She explained that the contact lens company was offering a $200 rebate if you purchased a full year’s worth of lenses. I was briefly mollified, but only briefly, because the next thing I knew, the receipt and rebate form were on my desk. In other words, if I wanted to get the rebate, I was required to put in the effort.

Muttering audibly, I went to the website and entered my info and scanned the documents and did everything required. A month later, I received via e-mail a virtual Visa card worth $200.

Remember the good old days when rebates came as checks in the mail that you could just deposit in your bank account and be done with it? I hate when a rebate comes in the form of a gift card. The burden was now on me to use this card by the expiration date.

Since it was not a physical card, I started using it for various on-line purchases. I kept track of how much was left on the card so that I would be sure to use it all up.

The card expires tomorrow and I still have $6.81 left. I’ve had that balance left for months. I’m fairly certain that I will not be able to use it up, as I rarely order such a small amount in an on-line purchase. (I tried using it for a partial payment on Amazon but it didn’t work.)

It has been such a waste of my time to (1) apply for the rebate, (2) keep track of the balance, and (3) monitor my on-line purchases to see if they come out to $6.81 or less with tax added. Although $200 sounds like a nice gift, it is really just another way to induce consumers to spend more money than they need to, just like coupons and sales do.

I’m now adding “rebate” to my list of dirty words.

Turn Your Unused Gift Cards into Charity

I’m guessing that you have some unused gift cards stashed away somewhere. You may have forgotten about them. Even if you didn’t, you may not remember how much money is left on them.

An article on cnbc.com posted last year states: “Half of Americans currently own unredeemed gift cards or store credits, according to a new survey from Bankrate. The average person with unused gift cards is sitting on $167 in free money.”

Gift cards are a convenience for the gift giver but a bit of a burden on the recipient. Most people put them aside with the intent to use them someday, but someday never comes.

If you’d like to put those gift cards to good use and remove the burden of having to remember to use them, consider donating them to St. Jude Children’s Research Hospital in Memphis, Tennessee. St. Jude’s policy is that “families never receive a bill from St. Jude for treatment, travel, housing or food — because all a family should worry about is helping their child live.” What better way to use your gift card balances than to help support their mission?

Donating your gift cards is easy. Go to stjude.cardcash.com and follow the prompts. Because St. Jude’s is a 501(c)(3) charitable organization, you’ll get a tax-deductible letter acknowledging the value of your donation.

Managing Your Charitable Contributions

If you’ve ever donated money to a charitable organization, you’ve probably experienced the immediate and ongoing communications from that charity asking you for more money. While I understand the organization’s need to generate funds, it’s frustrating to me that this is how some of my donation is being used. Is it likely that, having just made a donation, I will make another one so soon? Well, maybe I would if I were disorganized and didn’t know how recently I had just donated to them.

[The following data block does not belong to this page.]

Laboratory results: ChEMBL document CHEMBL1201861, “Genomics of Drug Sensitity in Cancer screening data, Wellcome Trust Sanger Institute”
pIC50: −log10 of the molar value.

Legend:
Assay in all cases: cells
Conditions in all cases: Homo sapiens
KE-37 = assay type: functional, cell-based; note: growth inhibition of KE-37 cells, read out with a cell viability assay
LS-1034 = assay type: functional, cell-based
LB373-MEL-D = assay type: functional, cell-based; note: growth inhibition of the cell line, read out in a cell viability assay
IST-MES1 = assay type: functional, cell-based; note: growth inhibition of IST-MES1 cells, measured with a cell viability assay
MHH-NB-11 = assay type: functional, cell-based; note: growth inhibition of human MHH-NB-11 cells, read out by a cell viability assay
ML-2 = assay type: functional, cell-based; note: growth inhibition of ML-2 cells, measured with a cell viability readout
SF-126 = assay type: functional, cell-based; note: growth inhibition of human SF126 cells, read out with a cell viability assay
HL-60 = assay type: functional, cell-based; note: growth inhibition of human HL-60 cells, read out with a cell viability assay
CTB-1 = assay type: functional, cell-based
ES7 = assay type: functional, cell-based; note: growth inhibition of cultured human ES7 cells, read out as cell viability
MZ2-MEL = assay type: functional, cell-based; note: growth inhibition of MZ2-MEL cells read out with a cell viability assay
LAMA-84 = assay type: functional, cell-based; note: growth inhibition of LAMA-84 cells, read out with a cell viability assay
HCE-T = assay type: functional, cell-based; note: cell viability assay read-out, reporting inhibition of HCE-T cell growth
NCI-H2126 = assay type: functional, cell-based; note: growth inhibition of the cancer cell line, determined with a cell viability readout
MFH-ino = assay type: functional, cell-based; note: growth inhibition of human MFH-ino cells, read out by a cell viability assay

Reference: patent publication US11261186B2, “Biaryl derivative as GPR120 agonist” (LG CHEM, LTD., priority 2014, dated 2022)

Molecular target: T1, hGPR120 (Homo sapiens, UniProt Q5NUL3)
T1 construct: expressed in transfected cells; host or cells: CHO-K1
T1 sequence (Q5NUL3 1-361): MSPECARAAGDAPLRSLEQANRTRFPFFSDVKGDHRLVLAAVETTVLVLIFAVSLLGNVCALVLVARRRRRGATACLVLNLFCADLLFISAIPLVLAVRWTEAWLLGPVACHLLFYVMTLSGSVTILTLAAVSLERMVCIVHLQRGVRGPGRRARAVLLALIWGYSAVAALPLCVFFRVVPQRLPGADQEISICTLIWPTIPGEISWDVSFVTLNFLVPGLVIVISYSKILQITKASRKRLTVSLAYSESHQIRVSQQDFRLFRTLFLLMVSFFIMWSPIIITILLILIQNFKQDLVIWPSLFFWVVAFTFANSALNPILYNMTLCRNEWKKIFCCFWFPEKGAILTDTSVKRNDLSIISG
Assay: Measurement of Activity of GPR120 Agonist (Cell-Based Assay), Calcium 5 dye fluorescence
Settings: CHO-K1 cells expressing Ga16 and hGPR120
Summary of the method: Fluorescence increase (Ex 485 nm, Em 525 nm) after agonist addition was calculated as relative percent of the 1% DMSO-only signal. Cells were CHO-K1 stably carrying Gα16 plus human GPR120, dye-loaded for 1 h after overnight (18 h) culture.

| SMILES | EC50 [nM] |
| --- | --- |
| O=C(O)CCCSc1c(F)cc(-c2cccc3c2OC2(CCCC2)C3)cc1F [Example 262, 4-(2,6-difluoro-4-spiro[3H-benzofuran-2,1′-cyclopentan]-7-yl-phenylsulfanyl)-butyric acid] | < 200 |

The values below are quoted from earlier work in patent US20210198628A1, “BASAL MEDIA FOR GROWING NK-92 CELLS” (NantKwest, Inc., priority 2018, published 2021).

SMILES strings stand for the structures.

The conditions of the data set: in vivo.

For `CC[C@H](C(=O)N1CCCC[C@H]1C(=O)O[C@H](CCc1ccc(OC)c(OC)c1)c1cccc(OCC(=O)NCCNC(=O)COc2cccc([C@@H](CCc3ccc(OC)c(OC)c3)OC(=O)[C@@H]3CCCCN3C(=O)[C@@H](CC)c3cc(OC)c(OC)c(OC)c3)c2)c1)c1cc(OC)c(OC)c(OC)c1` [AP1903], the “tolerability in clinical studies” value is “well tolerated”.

That is one reason why it’s important to track your charitable donations. Another is to simplify the reporting of your donations at tax time. Since we are at the beginning of the year, this is a good time for you to start tracking your donations, if you aren’t already.

I manage my charitable giving in a simple Excel spreadsheet. It has the following columns:

  • Charitable organization
  • Date of gift
  • Amount
  • The same three columns for last year.

I keep my spreadsheet sorted by the name of the organization. When I get a piece of mail from a charity asking me to donate, I can easily look it up on my spreadsheet and see when I last donated. I like having last year’s donation information easily available, since I donate to most of my pet charities once a year, and it’s helpful to see when I donated last year, and how much.

Having my donation information in a spreadsheet makes it easy for me to know exactly how much I have donated that year.  At the bottom of the spreadsheet, I also keep a list of my “in kind” donations — that is, the thrift shops to whom I have brought bags of goods, along with my estimate of how much those goods were worth. At tax time, I can easily report to my accountant the total amount of my tax-deductible cash contributions, as well as my in kind donations.

In case you get audited (as I did this past spring), it’s also important for you to keep the acknowledgement letter that you get from each charity. It tells you how much of your donation was tax-deductible, and verifies that you received no goods or services in exchange. When I was gathering my papers for my audit, I discovered that for on-line donations, the acknowledgement I received did not always have that information on it. I ended up having to contact some of the charities to ask for the appropriate documentation. That is why I have started making donations by mail again, as the mail acknowledgements are generally better.

If you have no surefire way to track your charitable giving, take a few minutes now to set up a spreadsheet on your computer. You’ll thank me next year at tax time!